Center for Agricultural Synthetic Biology

The Center for Agricultural Synthetic Biology (CASB) seeks to put Tennessee at the forefront of the intersection of agriculture and sustainability. Synthetic biology uses computational strategies to design DNA for installation into organisms relying on engineering principles.  Agricultural synthetic biology seeks to make better crop plants, and food microbes for health and sustainability goals.

Researcher in lab coat uses a tool to insert plant material in a test tube

Center for Agricultural Synthetic Biology | 2640 Morgan Circle Drive |
Knoxville, Tennessee 37996

The Center for Synthetic Biology was co-founded by Professor Neal Stewart and Assistant Professor Scott Lenaghan in 2018.

Stewart is a faculty member of the Department of Plant Sciences and holds the Ivan Racheff Chair of Excellence in Plant Molecular Genetics. Stewart and his laboratory conduct research in plant molecular genetics, plant biotechnology, risk assessment, and biofuel. Stewart’s research has been supported by various granting agencies including the Defense Advanced Research Projects Agency and various other US military agencies, Department of Agriculture, Department of Energy, Environmental Protection Agency, National Aeronautics and Space Administration, and National Science Foundation.​​​

Lenaghan is a faculty member in the Department of Food Sciences. His research is focused on the development and use of synthetic biology for global food security. His expertise cover a wide-range of disciplines, with a primary focus on engineering biological systems, biomaterials, and devices that utilize cutting-edge synthetic biology tools and approaches.


plants in black and white with some leaves glowing green in night vision

Funded by DARPA

CASB aims to create next-generation self-powered biological sensors engineered to simultaneously sense and report at least 4 relevant environmental stimuli. Orthogonal and modular synthetic circuits for sensing and reporting will be installed in plants as well as in microbial sensing interfaces. These sense-and-report plants, known as phytosensors, will also be engineered for induced physiological and ecological robustness.  Potato plants will be repurposed as environmental sensors to protect national interests, those living in war zones, and soldiers from chemical weapons.

Two student smile as they collaborate on a project

Funded by NSF

The project focuses on developing a graduate certificate in plant synthetic biology (synbio). This certification program is being designed by faculty at the Universities of Florida, Purdue, and Tennessee and would be available to graduate students at all of these institutions, as well as industry members interested in the certification. The diversity of skills and knowledge required to conduct plant synbio research creates an opportunity for multi-university collaboration, which will provide students with lectures from experts in the field as well as the ability to collaborate with students from other institutions. A key component of the certificate is the ability to communicate effectively with researchers and colleagues across disciplines, from engineering to fundamental sciences to social sciences. It is this interdisciplinary training that is key to success in synthetic biology.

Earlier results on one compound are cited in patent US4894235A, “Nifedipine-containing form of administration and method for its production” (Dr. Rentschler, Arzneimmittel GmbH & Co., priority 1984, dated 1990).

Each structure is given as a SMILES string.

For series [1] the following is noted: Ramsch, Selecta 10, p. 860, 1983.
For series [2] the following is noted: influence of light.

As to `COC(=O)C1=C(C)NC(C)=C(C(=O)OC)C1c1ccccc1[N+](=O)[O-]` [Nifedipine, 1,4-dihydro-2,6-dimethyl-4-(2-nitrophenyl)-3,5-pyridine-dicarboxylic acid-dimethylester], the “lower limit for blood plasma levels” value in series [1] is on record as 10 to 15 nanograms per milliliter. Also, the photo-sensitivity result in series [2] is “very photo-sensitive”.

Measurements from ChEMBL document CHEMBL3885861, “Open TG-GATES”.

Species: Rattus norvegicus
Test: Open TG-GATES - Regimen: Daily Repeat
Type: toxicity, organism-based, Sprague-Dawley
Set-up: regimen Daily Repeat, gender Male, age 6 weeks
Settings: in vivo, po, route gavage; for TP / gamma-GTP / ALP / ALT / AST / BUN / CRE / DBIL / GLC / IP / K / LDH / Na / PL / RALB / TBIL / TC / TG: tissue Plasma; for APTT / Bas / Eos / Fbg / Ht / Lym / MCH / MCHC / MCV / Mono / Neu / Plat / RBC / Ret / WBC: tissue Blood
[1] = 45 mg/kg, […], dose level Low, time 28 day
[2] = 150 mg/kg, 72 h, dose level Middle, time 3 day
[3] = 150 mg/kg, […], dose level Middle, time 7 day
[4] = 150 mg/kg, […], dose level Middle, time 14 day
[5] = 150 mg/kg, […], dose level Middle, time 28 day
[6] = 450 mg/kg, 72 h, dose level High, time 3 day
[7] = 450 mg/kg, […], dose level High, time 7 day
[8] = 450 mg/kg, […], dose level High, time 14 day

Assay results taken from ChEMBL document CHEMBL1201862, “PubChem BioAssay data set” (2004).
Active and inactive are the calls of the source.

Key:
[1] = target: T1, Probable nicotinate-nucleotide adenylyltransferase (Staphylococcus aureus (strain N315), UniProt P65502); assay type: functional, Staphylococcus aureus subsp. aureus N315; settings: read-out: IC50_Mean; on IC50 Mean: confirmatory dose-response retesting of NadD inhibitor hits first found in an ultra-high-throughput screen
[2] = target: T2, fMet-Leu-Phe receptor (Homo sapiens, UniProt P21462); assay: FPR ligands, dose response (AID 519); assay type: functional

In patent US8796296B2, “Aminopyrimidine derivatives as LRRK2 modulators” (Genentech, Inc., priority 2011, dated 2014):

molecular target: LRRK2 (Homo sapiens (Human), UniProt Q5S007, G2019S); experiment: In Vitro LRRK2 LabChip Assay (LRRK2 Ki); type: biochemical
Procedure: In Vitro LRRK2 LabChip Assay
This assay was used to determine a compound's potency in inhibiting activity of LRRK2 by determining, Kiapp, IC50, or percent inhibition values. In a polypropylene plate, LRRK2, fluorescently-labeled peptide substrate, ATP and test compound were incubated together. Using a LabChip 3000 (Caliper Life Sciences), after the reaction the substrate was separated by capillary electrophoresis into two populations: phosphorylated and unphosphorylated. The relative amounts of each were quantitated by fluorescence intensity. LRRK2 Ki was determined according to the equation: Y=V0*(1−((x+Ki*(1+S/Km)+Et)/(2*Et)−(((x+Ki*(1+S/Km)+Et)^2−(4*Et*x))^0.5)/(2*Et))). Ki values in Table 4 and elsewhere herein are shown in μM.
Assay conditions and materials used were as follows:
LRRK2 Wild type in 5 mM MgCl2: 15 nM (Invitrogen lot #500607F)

Presence of four cyclospora cayetanensis oocysts, zoomed on microscope, which look like three clear and one red orbs floating in blue water

The primary goal of this work is to investigate gamma radiation, UV ozonation, chlorine dioxide gas, and a library of chemicals to identify inactivation methods of oocyst sporulation. The secondary goal is to utilize a machine learning algorithm to automate the identification and analysis of Cyclospora oocysts. Cyclospora cayetanensis is a ubiquitous foodborne parasite that causes gastrointestinal illness in humans. Although it is difficult to trace Cyclospora infections to a single product, foodborne infections are primarily from the consumption of produce. While molecular techniques can be applied as a sensitive tool to identify Cyclospora oocysts, the molecular data on the viability and infectivity of oocysts is not available. Currently, the viability of oocyst can only be assessed by analysis of sporulation rates, which must be determined microscopically by a trained investigator. This inability to rapidly determine oocyst viability creates a significant bottleneck for testing new control measures. While the primary beneficiaries of this project will be the water treatment and produce industries, the automated image analysis system that will be developed will lower the barrier of entry for researchers, and increase the number of researchers focused on Cyclospora and other parasite important to the produce industry.